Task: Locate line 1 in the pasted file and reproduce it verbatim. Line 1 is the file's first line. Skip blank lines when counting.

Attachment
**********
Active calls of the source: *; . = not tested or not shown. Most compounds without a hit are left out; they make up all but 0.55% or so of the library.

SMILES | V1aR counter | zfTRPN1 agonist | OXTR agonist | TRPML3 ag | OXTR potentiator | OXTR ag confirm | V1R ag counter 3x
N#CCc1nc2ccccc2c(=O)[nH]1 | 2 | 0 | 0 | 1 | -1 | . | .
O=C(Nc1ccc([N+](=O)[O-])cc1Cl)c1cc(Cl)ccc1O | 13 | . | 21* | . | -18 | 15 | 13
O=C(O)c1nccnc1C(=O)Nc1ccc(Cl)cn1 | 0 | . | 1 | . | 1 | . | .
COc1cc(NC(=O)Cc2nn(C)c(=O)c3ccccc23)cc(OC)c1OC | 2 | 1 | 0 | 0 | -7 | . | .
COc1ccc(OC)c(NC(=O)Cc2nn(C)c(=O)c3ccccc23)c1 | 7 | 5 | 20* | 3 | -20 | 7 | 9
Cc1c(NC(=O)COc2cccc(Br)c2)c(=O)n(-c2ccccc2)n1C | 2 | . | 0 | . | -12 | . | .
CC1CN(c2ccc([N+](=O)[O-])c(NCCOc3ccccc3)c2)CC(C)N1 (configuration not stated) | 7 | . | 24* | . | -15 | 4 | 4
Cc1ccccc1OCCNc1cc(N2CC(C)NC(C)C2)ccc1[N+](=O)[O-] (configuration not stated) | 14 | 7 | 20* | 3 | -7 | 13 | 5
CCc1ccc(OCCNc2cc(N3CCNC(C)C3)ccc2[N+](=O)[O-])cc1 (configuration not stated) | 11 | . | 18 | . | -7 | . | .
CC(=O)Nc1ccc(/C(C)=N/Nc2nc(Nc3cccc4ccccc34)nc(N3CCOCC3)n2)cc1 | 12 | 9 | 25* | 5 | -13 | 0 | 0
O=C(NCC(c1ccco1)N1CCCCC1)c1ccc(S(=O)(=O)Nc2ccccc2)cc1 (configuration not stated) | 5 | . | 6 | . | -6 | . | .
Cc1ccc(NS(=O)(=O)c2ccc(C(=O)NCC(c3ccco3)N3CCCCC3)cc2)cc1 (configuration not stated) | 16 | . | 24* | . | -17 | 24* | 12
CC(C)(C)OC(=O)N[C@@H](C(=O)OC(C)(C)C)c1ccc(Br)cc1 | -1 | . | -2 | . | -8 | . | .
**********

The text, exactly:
Active calls of the source: *; . = not tested or not shown. Most compounds without a hit are left out; they make up all but 0.55% or so of the library.